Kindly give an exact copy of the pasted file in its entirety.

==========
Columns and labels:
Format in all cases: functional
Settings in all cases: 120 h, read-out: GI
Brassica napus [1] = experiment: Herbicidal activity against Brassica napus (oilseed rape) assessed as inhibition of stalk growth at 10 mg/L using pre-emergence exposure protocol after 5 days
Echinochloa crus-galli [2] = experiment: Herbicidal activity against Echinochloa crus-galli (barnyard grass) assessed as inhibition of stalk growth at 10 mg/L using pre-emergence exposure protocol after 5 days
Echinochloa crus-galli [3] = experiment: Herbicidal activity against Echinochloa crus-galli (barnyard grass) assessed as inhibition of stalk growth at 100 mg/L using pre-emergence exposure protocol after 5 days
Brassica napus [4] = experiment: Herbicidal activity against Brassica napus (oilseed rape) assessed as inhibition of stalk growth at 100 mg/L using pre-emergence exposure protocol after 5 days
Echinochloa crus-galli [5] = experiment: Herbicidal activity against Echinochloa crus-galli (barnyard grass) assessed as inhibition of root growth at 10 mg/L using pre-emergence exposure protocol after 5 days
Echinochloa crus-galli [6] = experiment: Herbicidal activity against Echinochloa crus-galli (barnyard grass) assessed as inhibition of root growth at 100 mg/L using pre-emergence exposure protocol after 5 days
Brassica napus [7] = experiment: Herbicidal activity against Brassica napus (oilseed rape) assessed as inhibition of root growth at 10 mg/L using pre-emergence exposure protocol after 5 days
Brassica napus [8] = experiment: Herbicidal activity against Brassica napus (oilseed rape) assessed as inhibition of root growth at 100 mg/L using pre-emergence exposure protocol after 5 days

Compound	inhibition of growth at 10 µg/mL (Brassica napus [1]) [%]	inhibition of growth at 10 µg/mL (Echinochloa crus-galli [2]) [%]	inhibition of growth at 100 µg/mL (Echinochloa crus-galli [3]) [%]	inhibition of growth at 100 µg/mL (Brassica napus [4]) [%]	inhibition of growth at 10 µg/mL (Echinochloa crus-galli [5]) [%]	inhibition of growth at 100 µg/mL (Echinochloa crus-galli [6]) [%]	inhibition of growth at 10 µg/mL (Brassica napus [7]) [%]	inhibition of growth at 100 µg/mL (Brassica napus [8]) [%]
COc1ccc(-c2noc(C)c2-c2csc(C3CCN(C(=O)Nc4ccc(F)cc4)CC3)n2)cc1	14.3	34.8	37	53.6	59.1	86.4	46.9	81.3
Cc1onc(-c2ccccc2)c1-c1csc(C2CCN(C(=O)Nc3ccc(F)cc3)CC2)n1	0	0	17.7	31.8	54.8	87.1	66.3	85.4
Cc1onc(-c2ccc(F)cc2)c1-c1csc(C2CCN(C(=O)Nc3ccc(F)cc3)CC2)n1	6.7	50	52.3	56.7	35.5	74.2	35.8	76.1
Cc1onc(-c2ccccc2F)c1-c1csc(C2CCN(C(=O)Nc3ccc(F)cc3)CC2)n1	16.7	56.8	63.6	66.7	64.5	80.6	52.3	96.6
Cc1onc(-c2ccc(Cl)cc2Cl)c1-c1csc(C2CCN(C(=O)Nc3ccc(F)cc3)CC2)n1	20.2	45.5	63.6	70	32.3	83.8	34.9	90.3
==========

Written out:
Columns and labels:
Format in all cases: functional
Settings in all cases: 120 h, read-out: GI
Brassica napus [1] = experiment: Herbicidal activity against Brassica napus (oilseed rape) assessed as inhibition of stalk growth at 10 mg/L using pre-emergence exposure protocol after 5 days
Echinochloa crus-galli [2] = experiment: Herbicidal activity against Echinochloa crus-galli (barnyard grass) assessed as inhibition of stalk growth at 10 mg/L using pre-emergence exposure protocol after 5 days
Echinochloa crus-galli [3] = experiment: Herbicidal activity against Echinochloa crus-galli (barnyard grass) assessed as inhibition of stalk growth at 100 mg/L using pre-emergence exposure protocol after 5 days
Brassica napus [4] = experiment: Herbicidal activity against Brassica napus (oilseed rape) assessed as inhibition of stalk growth at 100 mg/L using pre-emergence exposure protocol after 5 days
Echinochloa crus-galli [5] = experiment: Herbicidal activity against Echinochloa crus-galli (barnyard grass) assessed as inhibition of root growth at 10 mg/L using pre-emergence exposure protocol after 5 days
Echinochloa crus-galli [6] = experiment: Herbicidal activity against Echinochloa crus-galli (barnyard grass) assessed as inhibition of root growth at 100 mg/L using pre-emergence exposure protocol after 5 days
Brassica napus [7] = experiment: Herbicidal activity against Brassica napus (oilseed rape) assessed as inhibition of root growth at 10 mg/L using pre-emergence exposure protocol after 5 days
Brassica napus [8] = experiment: Herbicidal activity against Brassica napus (oilseed rape) assessed as inhibition of root growth at 100 mg/L using pre-emergence exposure protocol after 5 days

Compound	inhibition of growth at 10 µg/mL (Brassica napus [1]) [%]	inhibition of growth at 10 µg/mL (Echinochloa crus-galli [2]) [%]	inhibition of growth at 100 µg/mL (Echinochloa crus-galli [3]) [%]	inhibition of growth at 100 µg/mL (Brassica napus [4]) [%]	inhibition of growth at 10 µg/mL (Echinochloa crus-galli [5]) [%]	inhibition of growth at 100 µg/mL (Echinochloa crus-galli [6]) [%]	inhibition of growth at 10 µg/mL (Brassica napus [7]) [%]	inhibition of growth at 100 µg/mL (Brassica napus [8]) [%]
COc1ccc(-c2noc(C)c2-c2csc(C3CCN(C(=O)Nc4ccc(F)cc4)CC3)n2)cc1	14.3	34.8	37	53.6	59.1	86.4	46.9	81.3
Cc1onc(-c2ccccc2)c1-c1csc(C2CCN(C(=O)Nc3ccc(F)cc3)CC2)n1	0	0	17.7	31.8	54.8	87.1	66.3	85.4
Cc1onc(-c2ccc(F)cc2)c1-c1csc(C2CCN(C(=O)Nc3ccc(F)cc3)CC2)n1	6.7	50	52.3	56.7	35.5	74.2	35.8	76.1
Cc1onc(-c2ccccc2F)c1-c1csc(C2CCN(C(=O)Nc3ccc(F)cc3)CC2)n1	16.7	56.8	63.6	66.7	64.5	80.6	52.3	96.6
Cc1onc(-c2ccc(Cl)cc2Cl)c1-c1csc(C2CCN(C(=O)Nc3ccc(F)cc3)CC2)n1	20.2	45.5	63.6	70	32.3	83.8	34.9	90.3